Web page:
Amari Welburn died in a Boston hospital on Oct. 19, two days after she was severely burned in a Benson Street fire. On Wednesday in Family Court, relatives pushed for the childrens' return before Christmas. County officials resisted, saying the children's parents, MarAsia VanNess and Derek Welburn, still have work to do in addition attending parenting and fire safety classes, and appointments with a psychologist.

December 20, 2012

New York City will pay $9.7 million to settle a lawsuit by 10 disabled people who were fraudulently adopted by a woman and claimed they were repeatedly abused, starved and imprisoned in a "house of horrors," city officials announced Thursday.

The lawsuit was filed in 2009 in Brooklyn federal court on behalf of the children whom Judith Leekin, 67, adopted over an eight-year period ending in 1996. The suit charged that Leekin was able to carry out a scam in which she fraudulently collected $1.68 million in adoption subsidies because the city's Administration for Children's Services didn't do its job.

CNS News

December 6, 2012

Chiropractor Dr. James Lee of Dr. Lee's Spine Center in Queens recommends that people suffering from back pain, neck pain, headaches, stress and many other painful ailments try massage therapy.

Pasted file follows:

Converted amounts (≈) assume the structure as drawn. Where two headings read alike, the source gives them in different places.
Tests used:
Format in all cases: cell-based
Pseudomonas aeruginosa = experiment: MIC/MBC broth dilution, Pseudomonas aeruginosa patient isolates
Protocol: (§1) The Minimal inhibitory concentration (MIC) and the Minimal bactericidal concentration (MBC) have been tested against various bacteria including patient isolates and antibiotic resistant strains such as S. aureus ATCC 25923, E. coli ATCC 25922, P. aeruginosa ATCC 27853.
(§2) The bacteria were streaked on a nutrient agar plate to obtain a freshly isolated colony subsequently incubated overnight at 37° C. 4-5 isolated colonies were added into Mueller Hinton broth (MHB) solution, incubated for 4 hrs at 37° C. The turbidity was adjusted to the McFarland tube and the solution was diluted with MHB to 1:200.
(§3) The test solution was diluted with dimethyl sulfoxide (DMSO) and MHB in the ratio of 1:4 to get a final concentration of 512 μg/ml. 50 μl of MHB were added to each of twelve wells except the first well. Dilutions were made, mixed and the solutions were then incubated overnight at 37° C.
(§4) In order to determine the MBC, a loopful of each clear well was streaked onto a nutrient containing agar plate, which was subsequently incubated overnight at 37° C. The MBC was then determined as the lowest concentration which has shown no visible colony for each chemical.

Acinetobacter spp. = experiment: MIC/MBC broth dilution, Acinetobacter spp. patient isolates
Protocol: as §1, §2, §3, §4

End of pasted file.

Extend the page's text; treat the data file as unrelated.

He explains that he frequently prescribes therapeutic massage to aid in pain management for his patients, and to enhance the effects of chiropractic adjustments. According to Dr. Lee, his center offers several different types of massage including Swedish, deep tissue, acupressure, hot stone and sports massage methods. He explains that the type of kneading, tapping, strokes and pressure recommended depends upon the patient's needs.

December 3, 2012

by Ned Berke

EcoMeal Organic, an organic food wholesalers, has a truck parked on Brighton Beach Avenue and Coney Island Avenue, handing out free products to those in need.

November 4, 2012

by Sonyo Lee-Ferstl

Watertown - Schools today are often overcrowded, if you have a 4-year-old child and you live in the Carthage area, there is a waiting list to get in to Universal Pre-K. Some families choose to homeschool, an educational approach not so common 20 years ago